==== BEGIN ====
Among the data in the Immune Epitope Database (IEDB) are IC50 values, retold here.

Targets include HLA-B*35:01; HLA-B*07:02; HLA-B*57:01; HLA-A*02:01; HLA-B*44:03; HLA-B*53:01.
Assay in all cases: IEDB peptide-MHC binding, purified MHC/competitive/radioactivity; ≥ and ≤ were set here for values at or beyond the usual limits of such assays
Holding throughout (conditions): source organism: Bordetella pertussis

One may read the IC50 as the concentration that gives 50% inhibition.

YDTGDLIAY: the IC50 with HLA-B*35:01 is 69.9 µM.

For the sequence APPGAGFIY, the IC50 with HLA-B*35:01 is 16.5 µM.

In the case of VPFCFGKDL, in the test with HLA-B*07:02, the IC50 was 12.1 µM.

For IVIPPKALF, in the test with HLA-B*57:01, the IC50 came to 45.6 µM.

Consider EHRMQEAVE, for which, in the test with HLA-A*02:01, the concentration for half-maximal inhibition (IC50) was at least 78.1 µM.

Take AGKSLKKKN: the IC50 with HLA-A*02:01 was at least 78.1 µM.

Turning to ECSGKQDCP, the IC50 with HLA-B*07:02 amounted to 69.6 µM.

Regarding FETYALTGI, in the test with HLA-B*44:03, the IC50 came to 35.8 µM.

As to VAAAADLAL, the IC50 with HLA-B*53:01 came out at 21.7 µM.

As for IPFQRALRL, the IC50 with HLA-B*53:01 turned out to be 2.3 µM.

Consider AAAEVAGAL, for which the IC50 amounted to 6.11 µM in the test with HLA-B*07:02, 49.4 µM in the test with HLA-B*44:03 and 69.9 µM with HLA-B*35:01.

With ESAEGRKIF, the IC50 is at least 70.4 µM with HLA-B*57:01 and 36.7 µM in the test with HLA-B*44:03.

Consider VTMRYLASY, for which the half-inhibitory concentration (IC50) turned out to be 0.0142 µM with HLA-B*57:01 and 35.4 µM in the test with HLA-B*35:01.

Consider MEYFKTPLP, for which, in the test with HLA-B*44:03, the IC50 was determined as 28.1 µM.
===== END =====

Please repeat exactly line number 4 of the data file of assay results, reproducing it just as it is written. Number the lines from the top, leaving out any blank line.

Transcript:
Holding throughout (conditions): source organism: Bordetella pertussis